Q. Obviously, you've played over the years with the many athletes I have interviewed. They remember the really rough times equally as much, if not more, than the great times many years after their career. What do you say to Clayton Kershaw after tonight?
DAVE ROBERTS: He's a pro. He's probably the best pitcher of our generation. For him to make himself available tonight and got us out of a big spot right there and it just didn't work out. So there's always going to be second-guessing when things don't work out, but I'll take my chances any day on Clayton, and it just didn't work out right there.

Q. So rephrasing the question a little here: You went with Buehler for 117, which is a little abnormal for what you usually do. How much of this game was bent on the analytics and how much of it was bent on gut feeling about what you thought was the right thing to do in those situations?
DAVE ROBERTS: Well, I don't think analytics, well, Walker was throwing the baseball well, the command, nothing was compromised. And once he walked Turner, I liked, I thought Walker had had enough. I thought he emptied the tank. So to get Clayton to get us out of that spot, I felt good about it. Clayton, it's not about analytics. It's about, he's one of the best pitchers in the game and for him to go out there and throw four pitches and to go back out there and get two hitters, I felt really good about that. So it's more of, I don't think it was an analytic question. It's a guy that I believe in, and I trust and it didn't work out. Kenta ended up cleaning it up. And Joe Kelly comes out, rested, and threw the ball really well and was very efficient, and my eyes tell me that he should go back out there because he's throwing the because ball really well.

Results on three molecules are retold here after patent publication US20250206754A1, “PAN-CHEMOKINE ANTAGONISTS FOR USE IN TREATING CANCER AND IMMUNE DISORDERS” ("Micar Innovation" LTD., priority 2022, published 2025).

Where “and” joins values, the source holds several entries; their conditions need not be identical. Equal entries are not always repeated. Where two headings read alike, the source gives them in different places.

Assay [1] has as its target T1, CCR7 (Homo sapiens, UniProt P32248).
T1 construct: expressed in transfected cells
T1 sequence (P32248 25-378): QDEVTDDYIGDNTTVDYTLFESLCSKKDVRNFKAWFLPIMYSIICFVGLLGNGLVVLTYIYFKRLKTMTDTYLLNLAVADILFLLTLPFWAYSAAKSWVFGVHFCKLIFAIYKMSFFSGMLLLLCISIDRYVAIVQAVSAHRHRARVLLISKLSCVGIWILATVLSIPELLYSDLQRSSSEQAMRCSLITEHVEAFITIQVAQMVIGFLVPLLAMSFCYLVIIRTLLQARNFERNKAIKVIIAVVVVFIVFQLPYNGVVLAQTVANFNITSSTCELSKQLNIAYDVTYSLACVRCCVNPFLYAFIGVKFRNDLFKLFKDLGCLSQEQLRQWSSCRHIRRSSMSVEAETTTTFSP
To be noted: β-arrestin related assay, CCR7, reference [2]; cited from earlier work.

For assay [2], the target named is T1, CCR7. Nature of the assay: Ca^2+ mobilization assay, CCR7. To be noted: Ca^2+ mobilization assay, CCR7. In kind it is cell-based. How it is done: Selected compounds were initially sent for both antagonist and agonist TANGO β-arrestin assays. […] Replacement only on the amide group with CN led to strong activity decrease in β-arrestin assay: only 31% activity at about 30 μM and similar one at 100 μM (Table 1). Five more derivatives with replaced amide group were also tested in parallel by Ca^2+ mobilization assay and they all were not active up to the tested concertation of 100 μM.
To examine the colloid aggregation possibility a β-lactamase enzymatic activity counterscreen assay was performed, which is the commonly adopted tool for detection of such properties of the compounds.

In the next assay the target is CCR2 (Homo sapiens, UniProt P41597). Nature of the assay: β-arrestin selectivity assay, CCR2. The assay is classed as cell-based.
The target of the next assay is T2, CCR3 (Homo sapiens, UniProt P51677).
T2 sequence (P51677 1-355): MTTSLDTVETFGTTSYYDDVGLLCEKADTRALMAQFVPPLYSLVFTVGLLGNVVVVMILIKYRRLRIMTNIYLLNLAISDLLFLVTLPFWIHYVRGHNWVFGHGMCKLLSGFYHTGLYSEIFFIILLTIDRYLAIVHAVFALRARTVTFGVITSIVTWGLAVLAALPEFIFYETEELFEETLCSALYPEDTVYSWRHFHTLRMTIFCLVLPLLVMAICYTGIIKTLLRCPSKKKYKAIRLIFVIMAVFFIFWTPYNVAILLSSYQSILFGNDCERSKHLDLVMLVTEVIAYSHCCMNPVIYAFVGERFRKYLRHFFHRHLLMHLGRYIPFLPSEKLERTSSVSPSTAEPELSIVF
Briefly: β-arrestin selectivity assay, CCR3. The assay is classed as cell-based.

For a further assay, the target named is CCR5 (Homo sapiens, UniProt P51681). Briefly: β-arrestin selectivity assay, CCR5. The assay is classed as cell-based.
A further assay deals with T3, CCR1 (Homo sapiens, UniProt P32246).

Q. Even when you have faith in your process when bullpen decisions backfire the manager tends to get blamed. Do you feel responsibility for this loss?
DAVE ROBERTS: Sure. I mean, if the blame falls on me, I've got no problem with it. I feel that my job is to put guys in the best position to have success and if it doesn't work out, there's always going to be second-guessing, and I got no problem wearing the brunt of that. That's okay.

Q. The disconnect is that Clayton's stuff is obviously different from what it was when he was building his resume of being the greatest pitcher in his generation. So I'm just, what is it that you trust in that spot over Kenta, who has just been more effective in short stints?
DAVE ROBERTS: Well, I think that the thing is that we didn't, we wanted to keep Kenta, I wanted to keep Kenta away from Soto. So you look at what Kenta has done, he's been a righty killer and he has been throughout his career. So, yeah, there's a Rendon situation, but then there's also Soto behind there.

So I just felt that the way Clayton was efficient, I feel great about running Clayton back out there for two hitters.

Q. The bats today obviously jumped on Strasburg early and then kind of petered out from there. What did you see, I'm guessing you were hoping for more against their bullpen which had kind of been vulnerable.
DAVE ROBERTS: No, I thought we had a great game plan against Strasburg. We stressed him and we got a lead, couldn't add on, but I thought we got a lead and put ourselves in a position to win a game. So, yeah, we had opportunities to break it open. Didn't happen, he made pitches when he needed to. You got to give credit to him. And we couldn't get to the pen after that.